LOS ANGELES (AP) — Leaders of the Senate Judiciary Committee have asked baseball Commissioner Rob Manfred to explain the impact of potential legislation stripping the sport’s antitrust exemption from covering the sport’s relationship with minor league players.
Sen. Richard Durbin, an Illinois Democrat who chairs the committee, and Charles Grassley, an Iowa Republican who is the ranking minority member, sent the letter Monday and asked Manfred to respond by July 26 to a series of questions that could be a prelude to proposed legislation further limiting an exemption created by a 1922 Supreme Court decision.
“Your answers will help inform the Senate Judiciary Committee’s analysis of the necessity of this century-old exemption,” said the letter, also signed by Sen. Richard Blumenthal, a Democrat from Connecticut, and Sen. Mike Lee, a Republican from Utah.
The letter is the next step after a similar request for information the four senators sent last month to an advocacy group for minor leaguers. The executive director of the nonprofit Advocates for Minor Leaguers has recommended Congress enact legislation nullifying the application of the exemption to minor leaguers.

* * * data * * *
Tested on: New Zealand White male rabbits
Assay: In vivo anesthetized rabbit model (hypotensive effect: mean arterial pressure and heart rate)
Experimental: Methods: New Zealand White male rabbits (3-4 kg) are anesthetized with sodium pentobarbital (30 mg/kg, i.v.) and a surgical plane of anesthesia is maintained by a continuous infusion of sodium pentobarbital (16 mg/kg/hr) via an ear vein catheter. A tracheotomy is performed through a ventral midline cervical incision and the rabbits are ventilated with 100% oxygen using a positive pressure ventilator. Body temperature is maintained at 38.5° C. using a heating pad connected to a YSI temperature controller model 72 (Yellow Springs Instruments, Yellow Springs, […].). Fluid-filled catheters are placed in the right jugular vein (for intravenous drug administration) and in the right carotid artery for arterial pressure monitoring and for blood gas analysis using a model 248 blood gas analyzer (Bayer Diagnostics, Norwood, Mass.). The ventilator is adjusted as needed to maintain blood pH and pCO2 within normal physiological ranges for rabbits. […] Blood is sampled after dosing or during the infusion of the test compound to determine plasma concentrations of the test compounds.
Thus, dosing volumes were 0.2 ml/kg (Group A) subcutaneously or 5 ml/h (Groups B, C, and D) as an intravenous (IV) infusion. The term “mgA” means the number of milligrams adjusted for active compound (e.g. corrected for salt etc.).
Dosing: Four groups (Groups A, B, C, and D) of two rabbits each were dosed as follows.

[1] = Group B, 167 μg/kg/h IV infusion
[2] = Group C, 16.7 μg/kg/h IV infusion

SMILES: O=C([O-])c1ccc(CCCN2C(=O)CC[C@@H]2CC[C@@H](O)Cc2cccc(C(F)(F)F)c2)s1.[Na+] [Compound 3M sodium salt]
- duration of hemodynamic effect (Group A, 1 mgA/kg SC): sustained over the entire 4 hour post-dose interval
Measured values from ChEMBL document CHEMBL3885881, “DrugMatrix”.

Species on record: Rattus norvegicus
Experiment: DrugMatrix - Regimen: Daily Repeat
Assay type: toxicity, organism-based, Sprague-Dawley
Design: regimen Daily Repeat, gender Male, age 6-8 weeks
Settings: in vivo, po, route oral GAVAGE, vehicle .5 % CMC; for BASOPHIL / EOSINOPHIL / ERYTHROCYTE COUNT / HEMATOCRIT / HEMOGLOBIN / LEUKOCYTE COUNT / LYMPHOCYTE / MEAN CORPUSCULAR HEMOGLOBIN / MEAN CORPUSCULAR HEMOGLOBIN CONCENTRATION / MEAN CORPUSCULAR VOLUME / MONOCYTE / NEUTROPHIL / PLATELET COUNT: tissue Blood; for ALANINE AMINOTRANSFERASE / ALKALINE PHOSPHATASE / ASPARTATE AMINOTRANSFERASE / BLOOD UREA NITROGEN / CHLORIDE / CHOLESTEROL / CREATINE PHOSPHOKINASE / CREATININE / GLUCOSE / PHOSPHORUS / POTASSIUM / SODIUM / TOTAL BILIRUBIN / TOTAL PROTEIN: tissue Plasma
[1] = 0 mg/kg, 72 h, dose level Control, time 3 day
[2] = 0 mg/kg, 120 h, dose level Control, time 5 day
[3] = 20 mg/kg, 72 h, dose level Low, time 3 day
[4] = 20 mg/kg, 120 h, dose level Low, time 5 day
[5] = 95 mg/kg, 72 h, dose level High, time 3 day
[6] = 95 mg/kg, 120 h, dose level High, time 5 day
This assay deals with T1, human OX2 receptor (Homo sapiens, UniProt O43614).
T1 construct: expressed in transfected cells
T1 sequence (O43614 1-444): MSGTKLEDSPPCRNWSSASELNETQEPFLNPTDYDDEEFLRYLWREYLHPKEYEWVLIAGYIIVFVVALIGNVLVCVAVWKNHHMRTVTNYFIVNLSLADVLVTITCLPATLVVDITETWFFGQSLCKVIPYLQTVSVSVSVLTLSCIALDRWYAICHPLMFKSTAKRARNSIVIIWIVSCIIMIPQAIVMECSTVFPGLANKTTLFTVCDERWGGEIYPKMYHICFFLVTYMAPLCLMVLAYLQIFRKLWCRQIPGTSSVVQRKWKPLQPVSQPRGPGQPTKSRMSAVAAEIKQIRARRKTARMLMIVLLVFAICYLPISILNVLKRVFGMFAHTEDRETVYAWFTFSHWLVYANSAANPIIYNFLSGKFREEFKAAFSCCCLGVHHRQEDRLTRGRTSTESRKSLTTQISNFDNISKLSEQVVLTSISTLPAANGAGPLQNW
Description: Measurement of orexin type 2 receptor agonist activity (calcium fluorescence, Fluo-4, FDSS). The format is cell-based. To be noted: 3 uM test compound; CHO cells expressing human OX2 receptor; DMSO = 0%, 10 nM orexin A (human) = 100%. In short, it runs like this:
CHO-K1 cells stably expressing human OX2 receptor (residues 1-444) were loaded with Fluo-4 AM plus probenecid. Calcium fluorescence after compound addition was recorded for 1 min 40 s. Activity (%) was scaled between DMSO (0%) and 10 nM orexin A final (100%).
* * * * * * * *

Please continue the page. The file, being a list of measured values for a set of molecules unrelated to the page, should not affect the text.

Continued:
“We look forward to providing detailed information to the committee regarding baseball’s limited antitrust exemption and how it has provided franchise location stability at the major league level, maximized the availability of minor-league baseball for fans and quality employment opportunities for aspiring major leaguers,” the league said in a statement.
Senators asked about the potential impact of repealing 2018 legislation exempting minor league players from federal minimum wage and overtime laws — the Save America’s Pastime Act — and whether the antitrust exemption played a role in MLB’s decision in 2020…